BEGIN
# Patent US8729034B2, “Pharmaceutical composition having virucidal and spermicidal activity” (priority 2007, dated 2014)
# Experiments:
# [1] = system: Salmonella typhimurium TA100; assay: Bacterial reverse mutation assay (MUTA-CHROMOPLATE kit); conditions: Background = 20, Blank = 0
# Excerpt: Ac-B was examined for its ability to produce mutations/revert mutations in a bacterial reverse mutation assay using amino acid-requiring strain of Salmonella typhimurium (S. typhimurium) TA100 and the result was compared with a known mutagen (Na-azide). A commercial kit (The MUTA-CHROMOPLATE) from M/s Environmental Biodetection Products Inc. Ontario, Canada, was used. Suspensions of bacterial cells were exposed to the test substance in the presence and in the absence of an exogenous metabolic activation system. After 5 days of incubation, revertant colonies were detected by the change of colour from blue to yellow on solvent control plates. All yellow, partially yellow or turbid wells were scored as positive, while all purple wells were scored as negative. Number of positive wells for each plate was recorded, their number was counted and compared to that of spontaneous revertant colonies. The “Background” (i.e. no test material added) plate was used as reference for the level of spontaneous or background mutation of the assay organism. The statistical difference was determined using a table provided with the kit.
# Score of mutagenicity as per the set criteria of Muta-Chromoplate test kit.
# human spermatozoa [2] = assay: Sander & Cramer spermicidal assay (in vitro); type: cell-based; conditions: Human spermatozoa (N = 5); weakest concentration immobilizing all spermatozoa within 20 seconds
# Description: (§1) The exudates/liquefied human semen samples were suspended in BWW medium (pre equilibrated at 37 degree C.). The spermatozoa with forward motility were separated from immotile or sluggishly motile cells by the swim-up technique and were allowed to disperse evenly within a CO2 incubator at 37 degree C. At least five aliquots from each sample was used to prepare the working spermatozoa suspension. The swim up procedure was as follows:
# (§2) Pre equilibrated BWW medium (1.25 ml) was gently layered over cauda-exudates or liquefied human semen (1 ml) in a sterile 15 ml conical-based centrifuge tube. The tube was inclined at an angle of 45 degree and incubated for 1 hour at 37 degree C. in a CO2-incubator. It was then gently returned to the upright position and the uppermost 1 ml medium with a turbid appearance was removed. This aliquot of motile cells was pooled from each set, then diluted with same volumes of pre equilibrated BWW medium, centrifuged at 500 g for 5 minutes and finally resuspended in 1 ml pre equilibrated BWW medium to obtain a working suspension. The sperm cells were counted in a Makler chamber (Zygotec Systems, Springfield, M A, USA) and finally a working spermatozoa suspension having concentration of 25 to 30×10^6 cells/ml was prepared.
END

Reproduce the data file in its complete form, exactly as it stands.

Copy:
# Patent US8729034B2, “Pharmaceutical composition having virucidal and spermicidal activity” (priority 2007, dated 2014)
# Experiments:
# [1] = system: Salmonella typhimurium TA100; assay: Bacterial reverse mutation assay (MUTA-CHROMOPLATE kit); conditions: Background = 20, Blank = 0
# Excerpt: Ac-B was examined for its ability to produce mutations/revert mutations in a bacterial reverse mutation assay using amino acid-requiring strain of Salmonella typhimurium (S. typhimurium) TA100 and the result was compared with a known mutagen (Na-azide). A commercial kit (The MUTA-CHROMOPLATE) from M/s Environmental Biodetection Products Inc. Ontario, Canada, was used. Suspensions of bacterial cells were exposed to the test substance in the presence and in the absence of an exogenous metabolic activation system. After 5 days of incubation, revertant colonies were detected by the change of colour from blue to yellow on solvent control plates. All yellow, partially yellow or turbid wells were scored as positive, while all purple wells were scored as negative. Number of positive wells for each plate was recorded, their number was counted and compared to that of spontaneous revertant colonies. The “Background” (i.e. no test material added) plate was used as reference for the level of spontaneous or background mutation of the assay organism. The statistical difference was determined using a table provided with the kit.
# Score of mutagenicity as per the set criteria of Muta-Chromoplate test kit.
# human spermatozoa [2] = assay: Sander & Cramer spermicidal assay (in vitro); type: cell-based; conditions: Human spermatozoa (N = 5); weakest concentration immobilizing all spermatozoa within 20 seconds
# Description: (§1) The exudates/liquefied human semen samples were suspended in BWW medium (pre equilibrated at 37 degree C.). The spermatozoa with forward motility were separated from immotile or sluggishly motile cells by the swim-up technique and were allowed to disperse evenly within a CO2 incubator at 37 degree C. At least five aliquots from each sample was used to prepare the working spermatozoa suspension. The swim up procedure was as follows:
# (§2) Pre equilibrated BWW medium (1.25 ml) was gently layered over cauda-exudates or liquefied human semen (1 ml) in a sterile 15 ml conical-based centrifuge tube. The tube was inclined at an angle of 45 degree and incubated for 1 hour at 37 degree C. in a CO2-incubator. It was then gently returned to the upright position and the uppermost 1 ml medium with a turbid appearance was removed. This aliquot of motile cells was pooled from each set, then diluted with same volumes of pre equilibrated BWW medium, centrifuged at 500 g for 5 minutes and finally resuspended in 1 ml pre equilibrated BWW medium to obtain a working suspension. The sperm cells were counted in a Makler chamber (Zygotec Systems, Springfield, M A, USA) and finally a working spermatozoa suspension having concentration of 25 to 30×10^6 cells/ml was prepared.